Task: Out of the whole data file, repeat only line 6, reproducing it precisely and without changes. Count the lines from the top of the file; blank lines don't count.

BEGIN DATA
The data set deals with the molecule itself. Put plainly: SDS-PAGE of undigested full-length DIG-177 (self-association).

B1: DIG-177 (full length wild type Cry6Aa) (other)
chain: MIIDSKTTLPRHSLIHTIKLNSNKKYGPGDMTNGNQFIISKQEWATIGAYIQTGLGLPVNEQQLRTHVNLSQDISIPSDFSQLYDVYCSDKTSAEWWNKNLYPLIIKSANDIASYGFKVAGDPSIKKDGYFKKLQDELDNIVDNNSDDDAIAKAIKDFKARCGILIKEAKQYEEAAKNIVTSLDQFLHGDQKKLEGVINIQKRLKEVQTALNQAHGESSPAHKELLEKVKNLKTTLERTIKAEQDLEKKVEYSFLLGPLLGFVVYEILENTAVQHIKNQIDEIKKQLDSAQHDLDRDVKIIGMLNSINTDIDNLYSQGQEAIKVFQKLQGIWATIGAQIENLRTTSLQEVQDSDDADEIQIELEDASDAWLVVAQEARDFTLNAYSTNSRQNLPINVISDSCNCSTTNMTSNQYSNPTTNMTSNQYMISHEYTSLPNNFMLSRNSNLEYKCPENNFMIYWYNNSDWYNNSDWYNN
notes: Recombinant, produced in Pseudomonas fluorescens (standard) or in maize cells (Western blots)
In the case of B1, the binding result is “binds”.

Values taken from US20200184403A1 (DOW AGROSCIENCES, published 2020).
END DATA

Values taken from US20200184403A1 (DOW AGROSCIENCES, published 2020).